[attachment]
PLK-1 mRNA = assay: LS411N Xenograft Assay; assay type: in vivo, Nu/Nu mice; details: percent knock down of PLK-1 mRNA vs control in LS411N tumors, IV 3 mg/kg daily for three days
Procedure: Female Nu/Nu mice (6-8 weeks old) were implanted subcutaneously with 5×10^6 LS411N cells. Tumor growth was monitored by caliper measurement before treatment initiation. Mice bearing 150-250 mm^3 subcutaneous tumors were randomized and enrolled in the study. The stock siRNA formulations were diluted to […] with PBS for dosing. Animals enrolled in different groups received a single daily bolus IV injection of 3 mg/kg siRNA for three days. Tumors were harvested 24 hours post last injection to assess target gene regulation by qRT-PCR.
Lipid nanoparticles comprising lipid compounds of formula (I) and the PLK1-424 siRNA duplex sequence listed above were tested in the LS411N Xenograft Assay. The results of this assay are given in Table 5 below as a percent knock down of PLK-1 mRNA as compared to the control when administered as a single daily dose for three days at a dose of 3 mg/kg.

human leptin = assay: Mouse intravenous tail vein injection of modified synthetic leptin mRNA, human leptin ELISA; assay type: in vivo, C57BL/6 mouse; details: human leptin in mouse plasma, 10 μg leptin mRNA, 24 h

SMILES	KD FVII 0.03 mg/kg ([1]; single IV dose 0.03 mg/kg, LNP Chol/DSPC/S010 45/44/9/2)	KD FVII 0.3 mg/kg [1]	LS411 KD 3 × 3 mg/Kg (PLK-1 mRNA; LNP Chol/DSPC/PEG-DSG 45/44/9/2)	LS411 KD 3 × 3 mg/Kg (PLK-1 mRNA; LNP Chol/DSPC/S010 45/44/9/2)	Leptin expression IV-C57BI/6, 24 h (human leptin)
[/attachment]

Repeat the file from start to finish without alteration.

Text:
PLK-1 mRNA = assay: LS411N Xenograft Assay; assay type: in vivo, Nu/Nu mice; details: percent knock down of PLK-1 mRNA vs control in LS411N tumors, IV 3 mg/kg daily for three days
Procedure: Female Nu/Nu mice (6-8 weeks old) were implanted subcutaneously with 5×10^6 LS411N cells. Tumor growth was monitored by caliper measurement before treatment initiation. Mice bearing 150-250 mm^3 subcutaneous tumors were randomized and enrolled in the study. The stock siRNA formulations were diluted to […] with PBS for dosing. Animals enrolled in different groups received a single daily bolus IV injection of 3 mg/kg siRNA for three days. Tumors were harvested 24 hours post last injection to assess target gene regulation by qRT-PCR.
Lipid nanoparticles comprising lipid compounds of formula (I) and the PLK1-424 siRNA duplex sequence listed above were tested in the LS411N Xenograft Assay. The results of this assay are given in Table 5 below as a percent knock down of PLK-1 mRNA as compared to the control when administered as a single daily dose for three days at a dose of 3 mg/kg.

human leptin = assay: Mouse intravenous tail vein injection of modified synthetic leptin mRNA, human leptin ELISA; assay type: in vivo, C57BL/6 mouse; details: human leptin in mouse plasma, 10 μg leptin mRNA, 24 h

SMILES	KD FVII 0.03 mg/kg ([1]; single IV dose 0.03 mg/kg, LNP Chol/DSPC/S010 45/44/9/2)	KD FVII 0.3 mg/kg [1]	LS411 KD 3 × 3 mg/Kg (PLK-1 mRNA; LNP Chol/DSPC/PEG-DSG 45/44/9/2)	LS411 KD 3 × 3 mg/Kg (PLK-1 mRNA; LNP Chol/DSPC/S010 45/44/9/2)	Leptin expression IV-C57BI/6, 24 h (human leptin)